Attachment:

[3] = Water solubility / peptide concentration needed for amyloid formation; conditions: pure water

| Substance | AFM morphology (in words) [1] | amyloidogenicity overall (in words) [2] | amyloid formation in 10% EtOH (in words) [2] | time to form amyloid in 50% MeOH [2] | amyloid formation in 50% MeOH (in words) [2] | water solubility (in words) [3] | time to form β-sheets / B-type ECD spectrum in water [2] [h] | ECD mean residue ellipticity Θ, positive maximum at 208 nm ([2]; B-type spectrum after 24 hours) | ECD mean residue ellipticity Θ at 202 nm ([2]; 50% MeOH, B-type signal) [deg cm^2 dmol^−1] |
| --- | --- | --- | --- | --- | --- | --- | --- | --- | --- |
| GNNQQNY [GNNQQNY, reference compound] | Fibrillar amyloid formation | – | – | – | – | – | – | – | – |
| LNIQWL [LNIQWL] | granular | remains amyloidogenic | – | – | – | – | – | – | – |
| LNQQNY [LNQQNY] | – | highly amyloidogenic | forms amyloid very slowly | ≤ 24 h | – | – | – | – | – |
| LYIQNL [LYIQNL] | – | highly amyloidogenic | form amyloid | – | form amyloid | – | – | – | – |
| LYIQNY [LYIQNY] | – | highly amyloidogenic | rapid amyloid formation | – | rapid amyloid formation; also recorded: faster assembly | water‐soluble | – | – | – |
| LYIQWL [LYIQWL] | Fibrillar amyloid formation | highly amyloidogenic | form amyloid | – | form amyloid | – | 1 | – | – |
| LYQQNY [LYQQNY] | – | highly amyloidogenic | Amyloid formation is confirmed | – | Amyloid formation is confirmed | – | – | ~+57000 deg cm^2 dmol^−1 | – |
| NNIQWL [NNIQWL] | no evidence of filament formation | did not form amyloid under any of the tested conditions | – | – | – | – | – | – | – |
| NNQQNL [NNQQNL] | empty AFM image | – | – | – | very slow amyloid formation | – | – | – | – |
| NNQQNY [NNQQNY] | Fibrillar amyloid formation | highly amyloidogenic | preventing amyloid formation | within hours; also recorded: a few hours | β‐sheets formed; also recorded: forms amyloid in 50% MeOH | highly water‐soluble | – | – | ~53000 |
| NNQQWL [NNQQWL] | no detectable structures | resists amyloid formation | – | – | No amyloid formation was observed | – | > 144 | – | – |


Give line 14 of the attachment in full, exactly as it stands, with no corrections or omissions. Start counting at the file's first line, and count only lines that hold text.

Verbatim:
| NNQQWL [NNQQWL] | no detectable structures | resists amyloid formation | – | – | No amyloid formation was observed | – | > 144 | – | – |